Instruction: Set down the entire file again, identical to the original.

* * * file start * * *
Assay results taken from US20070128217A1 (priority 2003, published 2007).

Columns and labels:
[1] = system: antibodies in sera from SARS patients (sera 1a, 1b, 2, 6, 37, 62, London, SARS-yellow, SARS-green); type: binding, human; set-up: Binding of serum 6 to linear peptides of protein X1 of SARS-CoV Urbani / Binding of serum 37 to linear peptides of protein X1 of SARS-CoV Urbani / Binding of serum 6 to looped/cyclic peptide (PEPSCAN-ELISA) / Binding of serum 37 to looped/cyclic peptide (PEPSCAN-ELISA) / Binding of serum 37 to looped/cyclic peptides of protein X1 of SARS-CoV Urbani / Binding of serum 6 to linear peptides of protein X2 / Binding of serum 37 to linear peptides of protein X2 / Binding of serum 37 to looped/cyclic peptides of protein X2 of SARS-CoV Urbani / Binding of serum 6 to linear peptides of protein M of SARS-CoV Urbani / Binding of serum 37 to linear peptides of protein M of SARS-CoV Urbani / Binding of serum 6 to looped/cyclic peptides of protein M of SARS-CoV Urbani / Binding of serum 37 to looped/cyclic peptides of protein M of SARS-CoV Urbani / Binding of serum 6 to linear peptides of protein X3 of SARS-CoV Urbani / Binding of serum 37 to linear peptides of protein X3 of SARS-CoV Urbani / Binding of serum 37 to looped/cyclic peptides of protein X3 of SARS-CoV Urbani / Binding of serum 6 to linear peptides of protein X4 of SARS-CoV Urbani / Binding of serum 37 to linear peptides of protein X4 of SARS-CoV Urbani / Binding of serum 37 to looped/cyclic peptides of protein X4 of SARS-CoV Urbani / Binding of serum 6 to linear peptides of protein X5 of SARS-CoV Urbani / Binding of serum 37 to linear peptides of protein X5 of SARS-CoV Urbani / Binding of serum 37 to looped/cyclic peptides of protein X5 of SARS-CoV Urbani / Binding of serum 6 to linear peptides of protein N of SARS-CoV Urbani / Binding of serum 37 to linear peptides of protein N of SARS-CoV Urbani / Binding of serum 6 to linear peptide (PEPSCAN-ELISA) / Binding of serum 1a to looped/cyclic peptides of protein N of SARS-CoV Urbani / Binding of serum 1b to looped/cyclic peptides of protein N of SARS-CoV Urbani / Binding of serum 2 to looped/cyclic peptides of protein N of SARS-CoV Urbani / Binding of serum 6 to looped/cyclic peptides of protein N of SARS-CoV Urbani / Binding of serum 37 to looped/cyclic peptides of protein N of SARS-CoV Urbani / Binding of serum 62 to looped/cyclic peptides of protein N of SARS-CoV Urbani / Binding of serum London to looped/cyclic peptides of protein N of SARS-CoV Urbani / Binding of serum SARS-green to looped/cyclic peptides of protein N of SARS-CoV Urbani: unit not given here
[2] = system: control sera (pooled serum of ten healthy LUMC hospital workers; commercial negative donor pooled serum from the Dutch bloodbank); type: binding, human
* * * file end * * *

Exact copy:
Assay results taken from US20070128217A1 (priority 2003, published 2007).

Columns and labels:
[1] = system: antibodies in sera from SARS patients (sera 1a, 1b, 2, 6, 37, 62, London, SARS-yellow, SARS-green); type: binding, human; set-up: Binding of serum 6 to linear peptides of protein X1 of SARS-CoV Urbani / Binding of serum 37 to linear peptides of protein X1 of SARS-CoV Urbani / Binding of serum 6 to looped/cyclic peptide (PEPSCAN-ELISA) / Binding of serum 37 to looped/cyclic peptide (PEPSCAN-ELISA) / Binding of serum 37 to looped/cyclic peptides of protein X1 of SARS-CoV Urbani / Binding of serum 6 to linear peptides of protein X2 / Binding of serum 37 to linear peptides of protein X2 / Binding of serum 37 to looped/cyclic peptides of protein X2 of SARS-CoV Urbani / Binding of serum 6 to linear peptides of protein M of SARS-CoV Urbani / Binding of serum 37 to linear peptides of protein M of SARS-CoV Urbani / Binding of serum 6 to looped/cyclic peptides of protein M of SARS-CoV Urbani / Binding of serum 37 to looped/cyclic peptides of protein M of SARS-CoV Urbani / Binding of serum 6 to linear peptides of protein X3 of SARS-CoV Urbani / Binding of serum 37 to linear peptides of protein X3 of SARS-CoV Urbani / Binding of serum 37 to looped/cyclic peptides of protein X3 of SARS-CoV Urbani / Binding of serum 6 to linear peptides of protein X4 of SARS-CoV Urbani / Binding of serum 37 to linear peptides of protein X4 of SARS-CoV Urbani / Binding of serum 37 to looped/cyclic peptides of protein X4 of SARS-CoV Urbani / Binding of serum 6 to linear peptides of protein X5 of SARS-CoV Urbani / Binding of serum 37 to linear peptides of protein X5 of SARS-CoV Urbani / Binding of serum 37 to looped/cyclic peptides of protein X5 of SARS-CoV Urbani / Binding of serum 6 to linear peptides of protein N of SARS-CoV Urbani / Binding of serum 37 to linear peptides of protein N of SARS-CoV Urbani / Binding of serum 6 to linear peptide (PEPSCAN-ELISA) / Binding of serum 1a to looped/cyclic peptides of protein N of SARS-CoV Urbani / Binding of serum 1b to looped/cyclic peptides of protein N of SARS-CoV Urbani / Binding of serum 2 to looped/cyclic peptides of protein N of SARS-CoV Urbani / Binding of serum 6 to looped/cyclic peptides of protein N of SARS-CoV Urbani / Binding of serum 37 to looped/cyclic peptides of protein N of SARS-CoV Urbani / Binding of serum 62 to looped/cyclic peptides of protein N of SARS-CoV Urbani / Binding of serum London to looped/cyclic peptides of protein N of SARS-CoV Urbani / Binding of serum SARS-green to looped/cyclic peptides of protein N of SARS-CoV Urbani: unit not given here
[2] = system: control sera (pooled serum of ten healthy LUMC hospital workers; commercial negative donor pooled serum from the Dutch bloodbank); type: binding, human